Forum for Science, Industry and Business

Sponsored by:     3M 
Search our Site:

 

Nuclear desalination

20.11.2007
New solutions to the ancient problem of maintaining a fresh water supply is discussed in a special issue of the Inderscience publication International Journal of Nuclear Desalination. With predictions that more than 3.5 billion people will live in areas facing severe water shortages by the year 2025, the challenge is to find an environmentally benign way to remove salt from seawater.

Global climate change, desertification, and over-population are already taking their toll on fresh water supplies. In coming years, fresh water could become a rare and expensive commodity. In the latest issue of the journal IJND, research results presented at the Trombay Symposium On Desalination And Water Reuse offer a new perspective on desalination and describe alternatives to the current expensive and inefficient methods.

Pradip Tewari of the Desalination Division at Bhabha Atomic Research Centre, in Mumbai, India, discusses the increasing demand for water in India driven not only by growing population and expectancies rapid agricultural and industrial expansion. He suggests that a holistic approach is needed to cope with freshwater needs, which include primarily seawater desalination in coastal areas and brackish water desalination as well as rainwater harvesting, particularly during the monsoon season. "The contribution of seawater and brackish water desalination would play an important role in augmenting the freshwater needs of the country."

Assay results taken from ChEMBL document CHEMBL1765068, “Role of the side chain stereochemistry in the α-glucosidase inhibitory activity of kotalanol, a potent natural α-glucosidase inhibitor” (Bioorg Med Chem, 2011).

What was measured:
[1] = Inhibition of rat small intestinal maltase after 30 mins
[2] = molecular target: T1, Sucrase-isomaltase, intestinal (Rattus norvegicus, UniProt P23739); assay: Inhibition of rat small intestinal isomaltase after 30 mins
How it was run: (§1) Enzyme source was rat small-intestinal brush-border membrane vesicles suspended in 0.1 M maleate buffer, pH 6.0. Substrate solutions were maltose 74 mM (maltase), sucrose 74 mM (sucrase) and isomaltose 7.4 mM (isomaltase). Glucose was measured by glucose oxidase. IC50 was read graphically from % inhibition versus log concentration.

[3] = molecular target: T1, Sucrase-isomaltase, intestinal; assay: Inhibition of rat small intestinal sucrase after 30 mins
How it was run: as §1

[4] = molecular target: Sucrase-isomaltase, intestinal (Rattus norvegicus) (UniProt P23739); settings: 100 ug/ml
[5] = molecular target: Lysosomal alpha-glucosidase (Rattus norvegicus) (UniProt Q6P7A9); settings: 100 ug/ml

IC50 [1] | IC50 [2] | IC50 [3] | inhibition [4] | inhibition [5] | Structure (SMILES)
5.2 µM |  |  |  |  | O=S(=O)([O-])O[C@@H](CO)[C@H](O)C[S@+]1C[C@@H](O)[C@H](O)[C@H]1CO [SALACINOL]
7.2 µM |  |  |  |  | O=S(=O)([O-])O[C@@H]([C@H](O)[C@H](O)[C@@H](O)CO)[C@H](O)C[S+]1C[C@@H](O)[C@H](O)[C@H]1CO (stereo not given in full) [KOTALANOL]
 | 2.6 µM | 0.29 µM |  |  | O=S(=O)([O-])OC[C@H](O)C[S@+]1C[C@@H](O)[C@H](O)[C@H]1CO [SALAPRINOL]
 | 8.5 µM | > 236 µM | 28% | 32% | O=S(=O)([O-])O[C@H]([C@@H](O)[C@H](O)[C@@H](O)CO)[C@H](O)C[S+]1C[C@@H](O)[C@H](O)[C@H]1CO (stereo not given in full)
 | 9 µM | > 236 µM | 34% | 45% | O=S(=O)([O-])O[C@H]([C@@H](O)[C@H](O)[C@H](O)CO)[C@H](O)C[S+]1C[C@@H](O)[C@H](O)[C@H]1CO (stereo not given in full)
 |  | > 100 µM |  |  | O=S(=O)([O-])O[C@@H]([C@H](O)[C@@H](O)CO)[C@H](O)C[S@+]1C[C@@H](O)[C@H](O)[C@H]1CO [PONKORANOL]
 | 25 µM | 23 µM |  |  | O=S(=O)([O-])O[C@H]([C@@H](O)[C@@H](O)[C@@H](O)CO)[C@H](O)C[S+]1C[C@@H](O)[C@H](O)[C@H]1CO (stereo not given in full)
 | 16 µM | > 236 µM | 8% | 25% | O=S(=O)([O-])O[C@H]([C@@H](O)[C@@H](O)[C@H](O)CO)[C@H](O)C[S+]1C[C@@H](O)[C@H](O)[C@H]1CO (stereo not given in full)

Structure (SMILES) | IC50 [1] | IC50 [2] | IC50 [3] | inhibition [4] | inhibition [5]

Meenakshi Jain of CDM & Environmental Services and Positive Climate Care Pvt Ltd in Jaipur highlights the energy problem facing regions with little fresh water. "Desalination is an energy-intensive process. Over the long term, desalination with fossil energy sources would not be compatible with sustainable development; fossil fuel reserves are finite and must be conserved for other essential uses, whereas demands for desalted water would continue to increase."